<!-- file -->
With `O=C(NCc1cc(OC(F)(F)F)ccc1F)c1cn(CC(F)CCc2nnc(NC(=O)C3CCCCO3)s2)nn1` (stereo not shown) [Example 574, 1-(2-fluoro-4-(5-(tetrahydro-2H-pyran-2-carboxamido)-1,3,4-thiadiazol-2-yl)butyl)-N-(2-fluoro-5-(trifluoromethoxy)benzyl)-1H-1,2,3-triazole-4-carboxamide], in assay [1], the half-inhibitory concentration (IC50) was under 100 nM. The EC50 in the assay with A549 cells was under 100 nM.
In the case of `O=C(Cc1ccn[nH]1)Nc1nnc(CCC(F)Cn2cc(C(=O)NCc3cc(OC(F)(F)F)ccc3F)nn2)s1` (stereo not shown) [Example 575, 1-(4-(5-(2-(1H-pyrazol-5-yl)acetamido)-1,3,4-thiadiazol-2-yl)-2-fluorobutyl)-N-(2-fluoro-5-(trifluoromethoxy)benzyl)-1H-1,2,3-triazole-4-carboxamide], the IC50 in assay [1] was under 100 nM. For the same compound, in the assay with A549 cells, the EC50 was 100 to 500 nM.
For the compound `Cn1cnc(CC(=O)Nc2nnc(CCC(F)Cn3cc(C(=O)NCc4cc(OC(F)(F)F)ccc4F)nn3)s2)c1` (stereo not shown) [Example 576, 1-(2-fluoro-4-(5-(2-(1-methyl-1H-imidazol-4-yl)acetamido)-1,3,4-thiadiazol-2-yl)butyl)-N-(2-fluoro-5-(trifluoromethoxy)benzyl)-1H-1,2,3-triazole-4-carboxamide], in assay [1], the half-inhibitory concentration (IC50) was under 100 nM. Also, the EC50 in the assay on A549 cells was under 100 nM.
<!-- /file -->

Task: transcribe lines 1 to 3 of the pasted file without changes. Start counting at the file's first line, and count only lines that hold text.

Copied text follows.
With `O=C(NCc1cc(OC(F)(F)F)ccc1F)c1cn(CC(F)CCc2nnc(NC(=O)C3CCCCO3)s2)nn1` (stereo not shown) [Example 574, 1-(2-fluoro-4-(5-(tetrahydro-2H-pyran-2-carboxamido)-1,3,4-thiadiazol-2-yl)butyl)-N-(2-fluoro-5-(trifluoromethoxy)benzyl)-1H-1,2,3-triazole-4-carboxamide], in assay [1], the half-inhibitory concentration (IC50) was under 100 nM. The EC50 in the assay with A549 cells was under 100 nM.
In the case of `O=C(Cc1ccn[nH]1)Nc1nnc(CCC(F)Cn2cc(C(=O)NCc3cc(OC(F)(F)F)ccc3F)nn2)s1` (stereo not shown) [Example 575, 1-(4-(5-(2-(1H-pyrazol-5-yl)acetamido)-1,3,4-thiadiazol-2-yl)-2-fluorobutyl)-N-(2-fluoro-5-(trifluoromethoxy)benzyl)-1H-1,2,3-triazole-4-carboxamide], the IC50 in assay [1] was under 100 nM. For the same compound, in the assay with A549 cells, the EC50 was 100 to 500 nM.
For the compound `Cn1cnc(CC(=O)Nc2nnc(CCC(F)Cn3cc(C(=O)NCc4cc(OC(F)(F)F)ccc4F)nn3)s2)c1` (stereo not shown) [Example 576, 1-(2-fluoro-4-(5-(2-(1-methyl-1H-imidazol-4-yl)acetamido)-1,3,4-thiadiazol-2-yl)butyl)-N-(2-fluoro-5-(trifluoromethoxy)benzyl)-1H-1,2,3-triazole-4-carboxamide], in assay [1], the half-inhibitory concentration (IC50) was under 100 nM. Also, the EC50 in the assay on A549 cells was under 100 nM.